With Twitter, You’re Always On the Record

In the last few months, Valleywag has integrated an interesting reporting technique – using public Twitter updates as first-party sources (and entire article topics). Examples include Yahoo’s Fire Eagle (screenshot below), Jimmy Wales plans quieter life, and the Twitter CEO’s upcoming big week. Here’s the first one:



This is one of the clearest crossovers between semi-private communication channels with “friends” and making public statements. Individuals use Twitter for sharing time-based nothingness with people they care about (and random stalkers). If you don’t lock down your Twitter stream – and it seems like very few people do, and you certainly can’t get “discovered” by friends if you do – anything you say suddenly becomes quotable. When you answer “What Are You Doing?”, you’re telling everyone. (I haven’t found any clear examples of anybody taking advantage of this – placing content in their Twitter to get picked up by Valleywag.)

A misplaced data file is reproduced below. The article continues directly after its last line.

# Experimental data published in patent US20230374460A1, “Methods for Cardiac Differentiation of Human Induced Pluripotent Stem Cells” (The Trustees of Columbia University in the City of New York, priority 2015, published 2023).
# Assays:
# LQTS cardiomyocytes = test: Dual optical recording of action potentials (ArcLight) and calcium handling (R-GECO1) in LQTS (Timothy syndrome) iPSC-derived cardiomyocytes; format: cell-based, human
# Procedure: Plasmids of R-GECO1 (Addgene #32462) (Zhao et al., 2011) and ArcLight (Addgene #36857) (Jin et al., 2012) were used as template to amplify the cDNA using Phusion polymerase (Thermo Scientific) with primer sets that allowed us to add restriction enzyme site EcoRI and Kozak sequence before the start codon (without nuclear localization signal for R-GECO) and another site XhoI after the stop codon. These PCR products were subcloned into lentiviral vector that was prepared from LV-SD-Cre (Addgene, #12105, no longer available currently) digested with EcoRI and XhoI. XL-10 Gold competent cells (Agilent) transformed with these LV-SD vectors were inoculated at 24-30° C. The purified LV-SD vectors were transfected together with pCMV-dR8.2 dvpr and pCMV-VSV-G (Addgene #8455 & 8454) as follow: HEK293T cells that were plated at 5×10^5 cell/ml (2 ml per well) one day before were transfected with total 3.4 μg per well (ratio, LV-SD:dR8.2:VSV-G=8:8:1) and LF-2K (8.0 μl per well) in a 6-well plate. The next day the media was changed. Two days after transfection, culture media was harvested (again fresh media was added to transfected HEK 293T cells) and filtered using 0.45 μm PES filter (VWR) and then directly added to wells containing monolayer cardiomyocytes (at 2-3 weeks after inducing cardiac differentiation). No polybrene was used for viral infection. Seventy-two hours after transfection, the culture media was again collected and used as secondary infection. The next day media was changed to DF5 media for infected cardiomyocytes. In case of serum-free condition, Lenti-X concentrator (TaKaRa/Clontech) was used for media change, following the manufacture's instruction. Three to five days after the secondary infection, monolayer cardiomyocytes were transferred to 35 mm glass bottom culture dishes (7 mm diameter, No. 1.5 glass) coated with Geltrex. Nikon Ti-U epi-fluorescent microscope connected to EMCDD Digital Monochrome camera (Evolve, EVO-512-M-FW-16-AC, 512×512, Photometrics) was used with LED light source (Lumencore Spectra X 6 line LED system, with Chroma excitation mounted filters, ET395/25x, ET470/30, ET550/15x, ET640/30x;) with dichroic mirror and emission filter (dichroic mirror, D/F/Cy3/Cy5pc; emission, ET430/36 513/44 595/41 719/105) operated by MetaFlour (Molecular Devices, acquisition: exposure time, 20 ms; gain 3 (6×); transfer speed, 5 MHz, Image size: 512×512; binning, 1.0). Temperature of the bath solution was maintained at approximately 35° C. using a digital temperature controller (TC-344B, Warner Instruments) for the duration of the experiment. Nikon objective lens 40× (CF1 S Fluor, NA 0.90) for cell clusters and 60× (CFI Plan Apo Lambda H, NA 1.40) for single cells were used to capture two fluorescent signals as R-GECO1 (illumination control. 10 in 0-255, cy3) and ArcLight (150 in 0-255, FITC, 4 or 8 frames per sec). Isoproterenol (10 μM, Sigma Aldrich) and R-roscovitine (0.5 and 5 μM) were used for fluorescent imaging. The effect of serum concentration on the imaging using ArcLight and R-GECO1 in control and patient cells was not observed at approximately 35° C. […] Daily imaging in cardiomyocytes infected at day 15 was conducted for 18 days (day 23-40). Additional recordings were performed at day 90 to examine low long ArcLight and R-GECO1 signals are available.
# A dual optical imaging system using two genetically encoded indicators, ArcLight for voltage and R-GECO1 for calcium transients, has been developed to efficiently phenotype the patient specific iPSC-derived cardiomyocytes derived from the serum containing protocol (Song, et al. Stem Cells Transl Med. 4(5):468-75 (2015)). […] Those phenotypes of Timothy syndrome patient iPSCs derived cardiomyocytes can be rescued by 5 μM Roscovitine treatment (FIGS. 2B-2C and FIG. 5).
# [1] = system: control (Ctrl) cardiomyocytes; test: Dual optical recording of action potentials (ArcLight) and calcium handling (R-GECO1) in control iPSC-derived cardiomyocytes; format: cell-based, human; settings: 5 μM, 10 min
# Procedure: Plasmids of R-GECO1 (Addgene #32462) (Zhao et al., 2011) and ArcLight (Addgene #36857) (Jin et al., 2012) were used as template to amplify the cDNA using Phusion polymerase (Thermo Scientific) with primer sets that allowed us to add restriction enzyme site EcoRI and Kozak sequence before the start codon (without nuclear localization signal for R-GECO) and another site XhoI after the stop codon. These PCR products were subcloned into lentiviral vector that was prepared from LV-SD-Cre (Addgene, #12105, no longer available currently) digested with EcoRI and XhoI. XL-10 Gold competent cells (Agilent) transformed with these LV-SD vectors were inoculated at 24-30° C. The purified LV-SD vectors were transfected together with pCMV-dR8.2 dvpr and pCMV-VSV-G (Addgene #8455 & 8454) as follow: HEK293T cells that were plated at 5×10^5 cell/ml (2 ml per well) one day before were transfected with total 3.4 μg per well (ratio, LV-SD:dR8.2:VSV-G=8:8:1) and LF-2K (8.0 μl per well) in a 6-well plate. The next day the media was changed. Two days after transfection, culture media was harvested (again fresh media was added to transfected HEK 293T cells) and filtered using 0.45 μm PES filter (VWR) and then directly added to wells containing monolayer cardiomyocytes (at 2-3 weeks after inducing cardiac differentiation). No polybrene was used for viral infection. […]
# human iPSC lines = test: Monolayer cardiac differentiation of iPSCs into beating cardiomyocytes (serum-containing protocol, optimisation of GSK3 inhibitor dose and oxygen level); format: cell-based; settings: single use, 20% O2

Facebook is different, because since Facebook really does lock down the privacy of people’s profiles, the content that’s made it from Facebook to Valleywag etc. is always leaked by someone with access to the data – a more traditional way of getting unknown information.

There’s a legit case to make that this isn’t really article-worthy – what technologist launching a new product wasn’t cranking out bugs a few hours before a public release? – but that’s Valleywag’s MO, and you can’t fault them for using Twitter to do what they would have already done. It does place possibly-public figures in a bind, but it’s a bind of our own culture’s making. This wouldn’t be a problem for a generation earlier: they’d just say STFU. They’re probably right.

(Useless disclaimer: Owen@Valleywag helped me out with something once, and I still appreciate it.)


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